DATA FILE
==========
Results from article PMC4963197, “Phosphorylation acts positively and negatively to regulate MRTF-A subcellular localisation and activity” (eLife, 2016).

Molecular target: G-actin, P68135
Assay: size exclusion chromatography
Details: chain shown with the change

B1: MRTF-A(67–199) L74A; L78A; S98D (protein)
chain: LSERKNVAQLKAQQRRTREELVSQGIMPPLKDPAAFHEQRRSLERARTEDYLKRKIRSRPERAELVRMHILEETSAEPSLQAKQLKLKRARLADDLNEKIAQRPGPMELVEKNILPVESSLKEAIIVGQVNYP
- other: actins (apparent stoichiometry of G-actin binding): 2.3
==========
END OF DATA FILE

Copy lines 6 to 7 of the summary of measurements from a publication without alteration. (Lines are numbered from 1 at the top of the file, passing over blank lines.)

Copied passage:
chain: LSERKNVAQLKAQQRRTREELVSQGIMPPLKDPAAFHEQRRSLERARTEDYLKRKIRSRPERAELVRMHILEETSAEPSLQAKQLKLKRARLADDLNEKIAQRPGPMELVEKNILPVESSLKEAIIVGQVNYP
- other: actins (apparent stoichiometry of G-actin binding): 2.3